Mar 092009
 
Authors: Shelley Woll

Working to create awareness about this April’s city elections, VoteCSU!, a division of CSU’s student government, registered 21 students on the Lory Student Center Plaza Monday.

Monday’s registration numbers are in addition to the group’s efforts last year, which saw over 5,000 students register for the November national elections. Once a citizen is registered to vote in the national elections, he or she is already eligible to vote by mail-in ballot in the city elections.

Political science professor John Straayer said historically, student participation in city elections runs low and only 15 to 20 percent of all registered voters send in their mail-in ballots. He said this suggests students’ apathy toward city council elections.

“You’ve got 25,000 students on campus, and I think most of them are, quite frankly, not paying much attention to city elections,” he said.

Despite a possible lack of student concern, Courtney Sullivan, chair of student government’s Community Election Committee, said students need to get involved in city council elections, as student issues — like the controversial three-unrelated ordinance, which prohibits more than three non-family residents from living in the same house — are at the forefront of this year’s campaign.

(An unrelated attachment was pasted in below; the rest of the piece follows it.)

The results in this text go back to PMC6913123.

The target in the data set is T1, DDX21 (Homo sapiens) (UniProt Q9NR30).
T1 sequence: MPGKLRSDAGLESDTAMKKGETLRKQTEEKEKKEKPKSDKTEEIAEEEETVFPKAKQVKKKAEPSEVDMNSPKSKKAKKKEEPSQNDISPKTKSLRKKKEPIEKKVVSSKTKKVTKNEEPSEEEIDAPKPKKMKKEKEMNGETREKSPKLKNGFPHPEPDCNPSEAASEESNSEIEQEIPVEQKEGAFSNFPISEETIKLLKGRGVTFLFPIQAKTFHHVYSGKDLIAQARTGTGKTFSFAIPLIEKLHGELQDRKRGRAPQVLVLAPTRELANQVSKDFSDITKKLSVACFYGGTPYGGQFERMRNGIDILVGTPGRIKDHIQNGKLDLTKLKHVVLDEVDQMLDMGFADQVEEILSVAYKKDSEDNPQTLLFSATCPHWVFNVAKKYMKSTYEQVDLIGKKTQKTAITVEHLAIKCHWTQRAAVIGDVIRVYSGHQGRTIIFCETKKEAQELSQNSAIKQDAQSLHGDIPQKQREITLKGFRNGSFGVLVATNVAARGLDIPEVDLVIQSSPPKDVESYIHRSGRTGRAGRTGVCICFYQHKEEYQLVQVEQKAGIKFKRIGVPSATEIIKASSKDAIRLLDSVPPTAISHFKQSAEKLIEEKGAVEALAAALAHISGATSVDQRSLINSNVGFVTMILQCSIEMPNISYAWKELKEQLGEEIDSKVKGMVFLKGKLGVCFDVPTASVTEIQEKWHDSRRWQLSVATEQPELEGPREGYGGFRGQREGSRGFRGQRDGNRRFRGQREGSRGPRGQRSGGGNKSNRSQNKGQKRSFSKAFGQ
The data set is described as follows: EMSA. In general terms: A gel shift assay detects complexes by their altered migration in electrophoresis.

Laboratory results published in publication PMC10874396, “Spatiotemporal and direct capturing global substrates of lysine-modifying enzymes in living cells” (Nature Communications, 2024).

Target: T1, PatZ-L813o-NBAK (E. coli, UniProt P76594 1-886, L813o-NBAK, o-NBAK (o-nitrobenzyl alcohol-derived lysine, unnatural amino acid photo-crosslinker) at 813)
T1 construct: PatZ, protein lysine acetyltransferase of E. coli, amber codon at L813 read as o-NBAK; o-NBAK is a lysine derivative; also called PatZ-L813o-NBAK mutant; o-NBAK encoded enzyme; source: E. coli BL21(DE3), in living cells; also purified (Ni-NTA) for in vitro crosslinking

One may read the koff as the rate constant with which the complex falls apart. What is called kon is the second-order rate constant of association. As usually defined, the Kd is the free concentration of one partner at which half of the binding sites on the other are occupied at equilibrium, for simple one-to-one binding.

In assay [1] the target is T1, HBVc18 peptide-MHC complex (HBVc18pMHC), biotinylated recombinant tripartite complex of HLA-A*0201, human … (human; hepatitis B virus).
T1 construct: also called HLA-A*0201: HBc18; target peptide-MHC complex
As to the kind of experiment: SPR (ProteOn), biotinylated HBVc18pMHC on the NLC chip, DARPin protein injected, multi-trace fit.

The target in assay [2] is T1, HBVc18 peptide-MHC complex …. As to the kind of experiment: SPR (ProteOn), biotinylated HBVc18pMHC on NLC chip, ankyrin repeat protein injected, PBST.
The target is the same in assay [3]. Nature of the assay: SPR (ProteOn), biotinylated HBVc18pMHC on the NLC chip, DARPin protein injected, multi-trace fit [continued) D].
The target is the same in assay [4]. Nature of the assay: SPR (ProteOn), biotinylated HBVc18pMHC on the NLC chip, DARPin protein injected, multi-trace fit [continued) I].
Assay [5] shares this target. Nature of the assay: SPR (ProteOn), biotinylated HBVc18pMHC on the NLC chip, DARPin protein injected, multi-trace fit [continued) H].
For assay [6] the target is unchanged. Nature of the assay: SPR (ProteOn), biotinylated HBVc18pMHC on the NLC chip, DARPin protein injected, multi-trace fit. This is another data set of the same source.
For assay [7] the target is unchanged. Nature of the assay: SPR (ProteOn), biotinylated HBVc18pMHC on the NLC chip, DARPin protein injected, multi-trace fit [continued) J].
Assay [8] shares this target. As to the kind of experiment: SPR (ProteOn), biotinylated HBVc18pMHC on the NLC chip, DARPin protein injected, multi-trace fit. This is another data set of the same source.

“The more involvement, the better (city) council can represent the entire spectrum of people in Fort Collins,” said mayor Doug Hutchinson, who is running for re-election against resident Tom Griggs this year.

In addition to registration efforts, the CEC and VoteCSU! are working to inform students about what city district they live in, about where candidates stand on student-impacting issues and about mail-in ballot requirements — and the fact that voting for city council elections take place only by mail, said Andrew Ives, president of VoteCSU!.

The CEC is trying to get students involved by launching a large voter awareness campaign along with the organization VoteCSU!.

Besides lobbying on the Plaza, the organizations have been pursuing city candidates to speak to them about their platforms.

Since early February, the CEC has completed interviews with every mayoral and city council candidate, and the organization is now working to compile the results to create a candidate report card for students, which will be released March 23.

Candidates will be graded on a letter scale on categories such as their environmental sustainability efforts, said Tim Sellers, a CEC member.

“We’re hoping to make an impact similar to the student vote on the national scale,” Ives said. “We want to show city officials that students in Fort Collins have a big voice so that they can cater more to our needs and our thoughts and so they don’t ignore us anymore.”

Registered voters should receive voting information from the city of Fort Collins before the April 7 elections.

ASCSU Beat Reporter Shelley Woll can be reached at news@collegian.com.

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